Scientists at the Imperial College London have recently come up with a new prototype device- Mini magic MRI scanner to detect injury such as partial ligament tears and to help diagnose knee injuries more quickly and precisely.
When tested on animal knees, the outcomes suggest that the technology could be used to show all the structures of the knee.
The prototype device comes in small size. Thus it can be used in local clinics and even GP surgeries, potentially reducing NHS waiting times for MRI scans.
Dr. Karyn Chappell, a researcher, and radiographer from Imperial’s MSK Lab said, “Currently, key components of the knee joints such as ligaments and tendons are difficult to see in detail in the MRI scans. Knee injuries affect millions of people – and MRI scans are crucial to diagnosing the problem, leading to quick and effective treatment. However, we currently face two problems: connective tissue in the knee is unclear on MRI scans, and people are waiting a long time for a scan.”
“This can cause particular problems for women, as they are at greater risk of anterior cruciate ligament injuries. The reasons for this are unclear, but it could be linked to hormones such as estrogen making ligaments more elastic, leading to more joint injuries.”
Following knee damage, a doctor may refer a patient for an MRI scan to help establish up which part portion of the joint is injured. MRI scans use a combination of radio waves and strong magnets to ‘flip’ water molecules in the body. The water molecules send out a signal, which creates an image.
Dr. Karyn Chappell explained, “However, tendons, ligaments, and meniscus are not usually visible with MRI, due to the way water molecules are arranged in these structures.”
“These structures are normally black on an MRI scan – they don’t produce many signals that can be detected by the machine to create the image. This is because they are made mostly of the protein collagen, arranged as fibers. The collagen fibers hold water molecules in a tight configuration, and it is, in fact, water that is detected by the MRI. If you do see a signal, it suggests there is more fluid in the area – which suggests damage, but it is tough for medical staff to say if there is an injury conclusively.”
To address this problem, scientists harnessed the power of a phenomenon called the ‘magic angle.’
He said, “The brightness of these tissues such as tendons and ligaments in MRI images strongly depends on the angle between the collagen fibers and the magnetic field of the scanner. If this angle is 55 degrees, the image can be very bright, but for other angles, it is usually very dark.”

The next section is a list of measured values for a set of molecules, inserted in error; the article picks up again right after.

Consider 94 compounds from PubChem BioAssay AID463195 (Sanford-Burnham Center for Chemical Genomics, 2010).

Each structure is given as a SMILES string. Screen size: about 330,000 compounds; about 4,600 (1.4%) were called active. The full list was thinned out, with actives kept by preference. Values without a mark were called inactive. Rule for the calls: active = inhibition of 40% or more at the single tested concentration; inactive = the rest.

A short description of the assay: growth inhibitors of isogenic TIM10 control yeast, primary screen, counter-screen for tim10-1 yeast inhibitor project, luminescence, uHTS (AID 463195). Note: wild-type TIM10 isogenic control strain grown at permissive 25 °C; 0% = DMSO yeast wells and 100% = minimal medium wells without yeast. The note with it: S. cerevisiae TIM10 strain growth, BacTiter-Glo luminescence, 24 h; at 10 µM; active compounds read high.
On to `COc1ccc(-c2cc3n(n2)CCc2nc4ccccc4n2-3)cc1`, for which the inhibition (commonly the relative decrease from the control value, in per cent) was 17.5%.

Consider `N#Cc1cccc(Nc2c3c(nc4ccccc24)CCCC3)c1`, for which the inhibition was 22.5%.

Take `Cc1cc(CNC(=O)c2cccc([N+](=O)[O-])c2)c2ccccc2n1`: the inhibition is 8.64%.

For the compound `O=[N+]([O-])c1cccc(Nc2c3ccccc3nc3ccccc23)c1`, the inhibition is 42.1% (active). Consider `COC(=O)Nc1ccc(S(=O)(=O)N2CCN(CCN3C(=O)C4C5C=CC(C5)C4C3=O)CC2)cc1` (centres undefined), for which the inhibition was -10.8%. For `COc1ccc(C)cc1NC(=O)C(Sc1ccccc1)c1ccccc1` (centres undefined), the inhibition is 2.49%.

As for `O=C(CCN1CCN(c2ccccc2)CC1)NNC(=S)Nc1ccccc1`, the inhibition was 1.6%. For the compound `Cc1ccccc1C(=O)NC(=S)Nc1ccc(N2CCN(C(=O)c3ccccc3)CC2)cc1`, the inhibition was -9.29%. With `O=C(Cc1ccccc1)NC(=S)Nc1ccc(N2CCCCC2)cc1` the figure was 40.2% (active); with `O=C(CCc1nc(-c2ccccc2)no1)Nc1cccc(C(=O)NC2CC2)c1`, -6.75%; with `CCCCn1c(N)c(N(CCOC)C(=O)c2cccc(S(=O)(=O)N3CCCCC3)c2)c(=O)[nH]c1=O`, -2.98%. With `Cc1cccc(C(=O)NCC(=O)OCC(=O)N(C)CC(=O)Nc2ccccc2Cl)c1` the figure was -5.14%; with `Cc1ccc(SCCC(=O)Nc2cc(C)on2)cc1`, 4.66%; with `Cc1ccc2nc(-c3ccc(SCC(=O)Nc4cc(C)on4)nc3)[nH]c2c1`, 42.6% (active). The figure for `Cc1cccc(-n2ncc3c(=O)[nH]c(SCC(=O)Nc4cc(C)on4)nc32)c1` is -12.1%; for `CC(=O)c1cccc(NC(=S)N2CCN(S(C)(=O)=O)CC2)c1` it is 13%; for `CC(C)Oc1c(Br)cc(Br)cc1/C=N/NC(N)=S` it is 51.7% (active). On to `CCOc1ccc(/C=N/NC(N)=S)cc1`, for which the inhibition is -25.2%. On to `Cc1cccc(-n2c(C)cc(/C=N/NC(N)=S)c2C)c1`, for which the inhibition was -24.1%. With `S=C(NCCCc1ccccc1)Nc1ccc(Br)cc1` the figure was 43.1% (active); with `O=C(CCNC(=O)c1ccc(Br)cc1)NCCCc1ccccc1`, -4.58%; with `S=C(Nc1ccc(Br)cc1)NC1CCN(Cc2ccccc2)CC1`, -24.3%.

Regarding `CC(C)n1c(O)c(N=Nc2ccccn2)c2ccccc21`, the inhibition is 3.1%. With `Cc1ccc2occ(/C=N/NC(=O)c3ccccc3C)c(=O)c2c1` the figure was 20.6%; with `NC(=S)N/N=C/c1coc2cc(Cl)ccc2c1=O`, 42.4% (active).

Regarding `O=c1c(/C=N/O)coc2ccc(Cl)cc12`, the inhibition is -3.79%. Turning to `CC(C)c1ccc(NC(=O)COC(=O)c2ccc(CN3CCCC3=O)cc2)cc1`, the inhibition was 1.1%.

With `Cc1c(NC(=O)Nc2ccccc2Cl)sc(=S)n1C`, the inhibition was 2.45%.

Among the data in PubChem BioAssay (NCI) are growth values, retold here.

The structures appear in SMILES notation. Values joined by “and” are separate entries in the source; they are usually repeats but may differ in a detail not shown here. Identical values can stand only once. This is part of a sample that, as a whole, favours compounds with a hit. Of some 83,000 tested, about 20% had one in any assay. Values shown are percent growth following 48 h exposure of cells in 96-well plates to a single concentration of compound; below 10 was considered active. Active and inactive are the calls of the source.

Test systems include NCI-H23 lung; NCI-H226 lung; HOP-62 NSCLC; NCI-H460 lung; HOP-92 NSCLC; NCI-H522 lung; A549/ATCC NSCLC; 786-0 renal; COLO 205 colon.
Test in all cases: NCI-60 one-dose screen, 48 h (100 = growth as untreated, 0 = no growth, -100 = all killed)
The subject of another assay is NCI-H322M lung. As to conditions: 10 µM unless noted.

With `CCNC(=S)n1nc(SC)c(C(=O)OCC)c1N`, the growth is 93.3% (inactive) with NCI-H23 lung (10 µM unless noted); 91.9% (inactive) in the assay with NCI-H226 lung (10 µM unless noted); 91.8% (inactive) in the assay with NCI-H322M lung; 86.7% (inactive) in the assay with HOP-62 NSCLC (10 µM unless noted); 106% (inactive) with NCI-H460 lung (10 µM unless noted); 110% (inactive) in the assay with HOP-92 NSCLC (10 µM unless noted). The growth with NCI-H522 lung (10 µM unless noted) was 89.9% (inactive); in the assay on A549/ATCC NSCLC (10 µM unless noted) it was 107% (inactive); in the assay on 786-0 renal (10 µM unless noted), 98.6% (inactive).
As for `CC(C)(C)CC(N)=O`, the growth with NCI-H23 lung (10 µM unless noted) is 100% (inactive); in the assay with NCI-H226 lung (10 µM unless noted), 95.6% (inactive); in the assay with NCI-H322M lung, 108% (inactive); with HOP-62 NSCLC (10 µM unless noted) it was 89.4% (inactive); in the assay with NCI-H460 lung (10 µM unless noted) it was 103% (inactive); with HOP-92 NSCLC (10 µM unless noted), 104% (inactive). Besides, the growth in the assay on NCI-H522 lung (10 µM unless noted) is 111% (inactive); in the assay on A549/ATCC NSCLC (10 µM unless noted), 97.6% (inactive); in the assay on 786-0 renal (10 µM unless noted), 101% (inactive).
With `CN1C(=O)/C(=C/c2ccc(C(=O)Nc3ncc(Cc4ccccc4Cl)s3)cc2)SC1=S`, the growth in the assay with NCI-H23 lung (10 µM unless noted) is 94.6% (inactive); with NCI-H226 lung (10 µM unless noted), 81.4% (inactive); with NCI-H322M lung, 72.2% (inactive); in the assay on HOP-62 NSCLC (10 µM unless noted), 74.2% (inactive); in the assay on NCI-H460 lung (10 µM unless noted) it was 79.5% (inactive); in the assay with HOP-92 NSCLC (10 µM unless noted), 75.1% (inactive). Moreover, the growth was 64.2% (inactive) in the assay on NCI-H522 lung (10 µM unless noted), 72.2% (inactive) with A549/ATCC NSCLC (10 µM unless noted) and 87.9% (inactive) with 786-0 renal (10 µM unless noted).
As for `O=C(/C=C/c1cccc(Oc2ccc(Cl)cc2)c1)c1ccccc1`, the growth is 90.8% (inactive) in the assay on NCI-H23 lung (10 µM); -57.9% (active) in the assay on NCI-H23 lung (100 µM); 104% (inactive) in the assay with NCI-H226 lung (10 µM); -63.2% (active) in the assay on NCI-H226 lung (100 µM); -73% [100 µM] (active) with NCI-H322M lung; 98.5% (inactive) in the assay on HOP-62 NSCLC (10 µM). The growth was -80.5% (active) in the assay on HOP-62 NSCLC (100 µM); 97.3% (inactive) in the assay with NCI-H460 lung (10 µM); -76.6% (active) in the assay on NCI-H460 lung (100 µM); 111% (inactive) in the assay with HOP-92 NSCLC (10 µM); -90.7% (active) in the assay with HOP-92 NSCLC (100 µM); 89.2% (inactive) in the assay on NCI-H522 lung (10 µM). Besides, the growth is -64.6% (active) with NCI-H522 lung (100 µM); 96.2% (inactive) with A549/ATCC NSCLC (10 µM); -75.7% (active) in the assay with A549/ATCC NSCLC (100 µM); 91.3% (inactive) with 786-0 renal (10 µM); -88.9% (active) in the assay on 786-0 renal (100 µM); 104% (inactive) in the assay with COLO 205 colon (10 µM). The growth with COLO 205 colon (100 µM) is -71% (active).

Scientists achieved the magic angle in their scanner because they were capable of changing the orientation of the magnetic field.
While the patient sits comfortably in a chair, the specially designed magnet (which uses motors and sensors similar to those found in robots in car factories) can rotate around the leg, and the orientate magnetic field in multiple directions. This is not possible in current hospital MRI scanners, which are also much more expensive than the prototype scanner.
Dr. Chappell explained, “Previously the magic angle phenomenon was thought of as a problem, as it could mean medical staff mistakenly thinking the knee is injured. However, I realized that if we took several scans around the knee, we could use the signal produced by the magic angle effect to build a clear picture of the knee structures.”
“Specifically, we can combine images obtained at different magnet angles and not only increase the brightness but also see how the collagen fibers are arranged. This enables us to establish the pattern of collagen fibers in the knee structures, which is crucial information ahead of treatments such as repairing a torn meniscus.”
“At the moment, it’s challenging to see which direction the collagen fibers run in a meniscus. This is important because sewing across the fibers will effectively repair a tear in the meniscus. However, if the switch is in the same direction as the fibers, the repair may fail.”
Scientists tested their device by scanning the knee joints of six goats and ten dogs in a conventional MRI scanner.
The results showed that using the magic angle can accurately detect ligament and tendon damage.
The team says now they know magic angle scanning can be used to visualize the knee, combining this with the new prototype mini scanner could enable knees to be accurately scanned with this technology – and hope to progress to human trials of the ‘mini’ scanner within a year.
Dr. Chappell explained: “Although this is an early-stage proof-of-concept study, it shows the technology could potentially be used to detect knee injury accurately. We now hope to enter human trials – and explore if this technology could be used for other joints such as ankles, wrists, and elbows.”
The research- published in the Magnetic Resonance in Medicine- was funded by the National Institute for Health Research.